Neptune's Fountain, where the stabbed man's friends carry him to... well, splash water on his face (a classical medieval remedy for stabbing).

Neptune’s Fountain, where the stabbed man’s friends carry him to… well, splash water on his face (a classical medieval remedy for stabbing).

You’ll notice, perhaps, the African gentlemen standing on the left, holding little poles and other oddments.  These guys — or guys very much like them — were all over Florence and Rome (I had intended to mention them in my Roman posts, but I’m not sure I got a Roman picture of them), selling primarily “selfie sticks”.  For those unfamiliar with the term — and there may be a couple of you who are — that’s an extendible pole that you attach to a camera or cell phone so that you can hold it away from yourself and take your own picture, or a picture of you with your friends without having to sacrifice one of your party to be the picture taker.  (Or ask a stranger to take it.)  There are varying levels of response to the phenomenon of selfie sticks, ranging from “Clever!” to “Meh, whatever” to “OMG I hate you shallow self-absorbed assholes with the heat of 1,000 suns!”  I fall somewhere between the first two of those, moderated by this:

Just say no, kids.

Selfie-related fatalities. Just say no, kids.

But I will note that, at the risk of it sounding comedically racist, that Africans seem to fill the same socioeconomic niche in southern Europe that Mexicans serve in the southern U.S.  Which in functional terms is not terribly surprising: a large source of readily available cheap labor from an economically weaker neighbor to the south.  But it was strange to see the same situation that I’m used to seeing in the U.S. translated through a prism and reproduced in another culture with different but parallel players.

It was also striking how *very* dark actual Africans are, as opposed to most of the African-Americans in the U.S. who have been blending with Europeans and Indigenous Americans for (in many cases) generations.  The classic example was always the Cosby show, where skin tone range amongst the kids was improbably wide, from the very dark son (Malcolm Jamal Warner?) to the very white Lisa Bonet.  And I remember reading a story on the genetic testing website 23&me, from a guy who had grown up in an African American family, did the ancestry testing, and discovered that they were only about 3% African ancestry — about the same amount that I am Neanderthal, btw.  The guy went on to describe how upsetting the news had been to his family, especially his mother, who had just had a massive part of their sense of identity destabilized by the news.  Then there are the Indigenous American tribes, for whom a criteria of acceptance into the tribe often involves negligible genetic inheritance (a recent RadioLab story involved a child in a tribal custody dispute who had something like 1.5% “tribal blood”).  I’m 1.1% Asian (including 0.1% Japanese) — thanks, I suspect, to the Mongol horde invasion of eastern Europe, from which some of my father’s ancestry comes — and I greatly resent not having a Buddhist temple to adopt me as their own.  All of which goes to say that unless you live in a *very* isolated population pocket, we are all far more mixed in America than most of us credit, or normally pay any attention to.  And so it becomes very striking when you see people that are perfect examples of their inherited phenotype — rather stunningly black Africans, Irish girls with translucently white skin and flaming red hair, tiny old Japanese guys with 3 hairs on their unshaven chin like every anime you’ve ever watched.  You forget that these aren’t the exceptions, they’re the rules — only within their own domains.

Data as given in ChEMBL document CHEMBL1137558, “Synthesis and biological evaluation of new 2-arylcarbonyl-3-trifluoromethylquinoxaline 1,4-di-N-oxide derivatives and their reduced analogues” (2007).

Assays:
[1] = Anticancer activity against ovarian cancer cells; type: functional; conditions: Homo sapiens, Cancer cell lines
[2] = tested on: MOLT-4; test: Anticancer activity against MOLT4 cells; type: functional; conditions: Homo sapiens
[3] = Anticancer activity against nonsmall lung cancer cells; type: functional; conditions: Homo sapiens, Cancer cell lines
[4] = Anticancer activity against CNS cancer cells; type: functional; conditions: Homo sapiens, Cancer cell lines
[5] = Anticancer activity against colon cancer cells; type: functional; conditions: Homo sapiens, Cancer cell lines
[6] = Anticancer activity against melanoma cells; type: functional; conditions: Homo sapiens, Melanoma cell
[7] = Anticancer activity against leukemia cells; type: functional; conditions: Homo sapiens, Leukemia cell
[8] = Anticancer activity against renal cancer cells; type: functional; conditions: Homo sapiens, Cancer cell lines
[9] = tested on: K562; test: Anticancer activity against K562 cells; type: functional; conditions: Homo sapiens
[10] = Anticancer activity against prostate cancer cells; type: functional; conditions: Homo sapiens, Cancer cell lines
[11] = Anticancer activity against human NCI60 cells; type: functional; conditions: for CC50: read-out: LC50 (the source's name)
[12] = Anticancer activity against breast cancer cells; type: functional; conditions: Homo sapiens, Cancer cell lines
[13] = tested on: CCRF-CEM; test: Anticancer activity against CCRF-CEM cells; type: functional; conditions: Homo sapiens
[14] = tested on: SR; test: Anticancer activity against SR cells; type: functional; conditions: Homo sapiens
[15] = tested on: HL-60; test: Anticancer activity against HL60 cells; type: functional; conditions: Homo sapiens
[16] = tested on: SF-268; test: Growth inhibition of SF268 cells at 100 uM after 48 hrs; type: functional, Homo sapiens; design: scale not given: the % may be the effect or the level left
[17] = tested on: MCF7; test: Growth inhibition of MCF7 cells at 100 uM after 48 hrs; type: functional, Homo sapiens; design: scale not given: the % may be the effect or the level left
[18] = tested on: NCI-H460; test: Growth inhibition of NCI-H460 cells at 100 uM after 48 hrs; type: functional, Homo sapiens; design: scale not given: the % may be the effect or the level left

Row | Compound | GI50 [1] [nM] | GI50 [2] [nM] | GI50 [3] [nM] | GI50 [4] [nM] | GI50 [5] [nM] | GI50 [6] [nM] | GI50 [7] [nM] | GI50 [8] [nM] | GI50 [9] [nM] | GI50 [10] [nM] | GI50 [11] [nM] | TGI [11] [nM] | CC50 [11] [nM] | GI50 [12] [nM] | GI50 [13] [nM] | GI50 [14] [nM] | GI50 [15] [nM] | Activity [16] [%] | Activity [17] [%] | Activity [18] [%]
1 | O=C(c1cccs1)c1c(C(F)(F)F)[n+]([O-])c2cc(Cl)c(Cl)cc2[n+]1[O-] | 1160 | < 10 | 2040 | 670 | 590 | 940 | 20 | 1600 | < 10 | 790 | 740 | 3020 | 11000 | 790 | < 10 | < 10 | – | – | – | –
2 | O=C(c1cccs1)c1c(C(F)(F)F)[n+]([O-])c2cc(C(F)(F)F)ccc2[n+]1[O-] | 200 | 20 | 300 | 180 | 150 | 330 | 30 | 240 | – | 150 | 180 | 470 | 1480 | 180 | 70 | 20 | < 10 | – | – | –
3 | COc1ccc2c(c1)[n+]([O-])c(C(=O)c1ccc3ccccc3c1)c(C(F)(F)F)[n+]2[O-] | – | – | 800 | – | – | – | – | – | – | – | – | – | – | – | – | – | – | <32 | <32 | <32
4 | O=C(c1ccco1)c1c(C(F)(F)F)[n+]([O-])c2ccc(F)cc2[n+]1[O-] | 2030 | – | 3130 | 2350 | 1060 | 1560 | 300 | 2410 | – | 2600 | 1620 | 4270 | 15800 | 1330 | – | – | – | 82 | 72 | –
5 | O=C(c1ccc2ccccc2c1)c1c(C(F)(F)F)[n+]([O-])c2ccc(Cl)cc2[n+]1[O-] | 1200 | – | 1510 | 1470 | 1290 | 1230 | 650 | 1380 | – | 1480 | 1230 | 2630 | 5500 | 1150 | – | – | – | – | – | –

That digression aside, I’m kind of surprised that there was such a robust market for selfie sticks.  I mean, I can see them being popular, but if you’re the sort of person who uses them, why wouldn’t you have one already?  Are there that many people really buying them on the spur of the moment?  I guess there must be.

The Loggia Dei Lanzi. Lucy recovers on the stone benches at the back, while George goes back out to fetch the photographs that she dropped. (Which have blood on them, despite her not actually having been anywhere near the stabbing. Italian blood, very energetic.)

The Loggia Dei Lanzi. Lucy recovers on the stone benches at the back, while George goes back out to fetch the photographs that she dropped. (Which have blood on them, despite there having been no blood on the ground where she fainted and dropped them. Italian blood, very energetic.)

The movie has a dramatic shot of this statue, featuring the severed Medusa's head. Amongst others, as part of conveying the extreme emotion of the scene. In truth, it's a rather graphic statue, with an improbable amount of neck-entrails.